You’ve mastered camping in your RV at campgrounds with amenities and dry camping at places like Harvest Host without hookups. Are you ready to go a step further with RV wild camping? How about wild camping in Europe?
Sometimes referred to as “boondocking,” wild camping takes you deeper into nature so that you can set up camp wherever you roam. It allows you to fall asleep under the stars to only the sounds of nature and wake up to your own private sunrise.
Wild camping presents challenges since you’re far away from amenities and services. But aside from being totally free, the rewards are worth it. You can overcome the challenges with these tips for wild camping in a RV in Europe.
Pay Attention to Wild Camping Laws
Wild camping, commonly called dispersed camping in the US, usually is located in US Forest Service and the Bureau of Land Management (BLM) areas. These are typically free to use and you are just asked to follow the Leave No Trace policy. Do remember that policies and closures change so check the latest before heading out to a dispersed camping area.
This is true in Europe as well where things vary a lot more. In England, Northern Ireland, and Wales, there are not specific laws against wild camping; however, these countries do have laws against trespassing. Since virtually all of the land in these countries is privately owned, you’ll need the landowner’s permission to park there. To do so without permission isn’t a criminal matter but rather a civil matter. If you don’t leave when asked it becomes a criminal matter and you could be arrested.
Southern Europe is quite relaxed, especially in Greece and less developed countries. You can park almost anywhere, as long as no one has an issue with it. Which is rare. In places like Portugal and Spain it is becoming more of an issue due to overcrowding, so use your common sense.
Due to Allemansrätten, a law that exists to give everyone access to nature, it is easy to wild camp in Scandanavia. The only challenge is that there are not that many truly wild places that you can reach. Instead, you will often end up in roadside car parks or hiking car parks. The law also allows for camping on private land as long as you stay away from buildings and follow all fire bans and Leave No Trace rules. National Parks like those found in the USA are not nearly as developed and don’t have campsites set up for RVs and the like.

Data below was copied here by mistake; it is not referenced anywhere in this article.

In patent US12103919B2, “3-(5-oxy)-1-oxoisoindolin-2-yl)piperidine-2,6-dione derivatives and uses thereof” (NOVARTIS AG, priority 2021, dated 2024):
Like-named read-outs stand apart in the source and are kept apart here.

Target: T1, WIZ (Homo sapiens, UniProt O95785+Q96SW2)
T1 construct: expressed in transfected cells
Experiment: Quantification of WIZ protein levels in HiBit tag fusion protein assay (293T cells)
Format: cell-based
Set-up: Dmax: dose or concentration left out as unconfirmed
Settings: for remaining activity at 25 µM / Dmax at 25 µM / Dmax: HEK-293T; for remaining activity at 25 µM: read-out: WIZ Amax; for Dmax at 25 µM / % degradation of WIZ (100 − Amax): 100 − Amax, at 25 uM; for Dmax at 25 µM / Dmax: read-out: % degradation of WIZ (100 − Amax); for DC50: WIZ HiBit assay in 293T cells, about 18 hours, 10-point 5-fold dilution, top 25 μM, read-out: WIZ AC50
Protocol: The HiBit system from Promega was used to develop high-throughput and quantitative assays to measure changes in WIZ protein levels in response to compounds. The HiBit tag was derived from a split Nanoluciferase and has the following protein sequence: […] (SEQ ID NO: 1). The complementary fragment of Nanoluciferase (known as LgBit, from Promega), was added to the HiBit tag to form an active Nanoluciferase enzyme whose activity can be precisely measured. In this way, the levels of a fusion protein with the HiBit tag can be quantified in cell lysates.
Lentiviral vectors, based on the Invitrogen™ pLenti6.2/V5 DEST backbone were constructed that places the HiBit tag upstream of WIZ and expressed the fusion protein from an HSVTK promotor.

In central Europe, it is a lot more difficult. We live in Switzerland and wild camping there is tough. Same with Germany. France has a system of free camps through a program called France Passion, which you should definitely check out if you want to spend time there.
Pick the Best Wild Camping Spots
If you’re really wanting to “get away from it all,” publicly managed land other than national and state parks and forests may offer more private spots.A small fee for a permit may be required to camp in some state and national parks and forests, and you may need a pass to park in some national parks.
Luckily, apps and websites are available these days to help you find the best spots for wild camping in the USA. Some apps to try include iOverlander, Park4Night, The Dyrt, Freecampsites.net, and Campendium.com.
In Europe the app everyone uses is Park4TheNight. It has a huge range of places there from campsites to wild camping and dumping stations. It is our go-to app for camping and RV travel for sure.
Naturally, it makes sense to stay aware of bad weather, wildfires, etc. These conditions can make some roads dangerous or impassable. Visiting a country or area that you are not familiar with, it is important to take time to find the best resources to keep you aware and to learn about the potential dangers such as weather or wildlife.
Keep An Eye On Your Water
You can live off-grid without electricity or the internet, but not without water, and there’s no guarantee you’ll have a safe source of drinking water nearby. Therefore, you’ll need an RV water system, potentially with a filter, to ensure you have clean water. If you don’t filter your water, that may mean only cooking and washing with your onboard water.
You’ll need to carry at least two liters of water per person each day to avoid dehydration. You may need even more in hot climates. A simple water jug or gallon container can be handy for drinking water.
Don’t forget to include water for cooking, washing clothes, or cleaning, and an occasional shower will be nice. For all of these needs, you could easily consume up to 50 liters a day. When choosing a size for your water system, consider how much water you’ll use each day. Make your calculations on the generous side.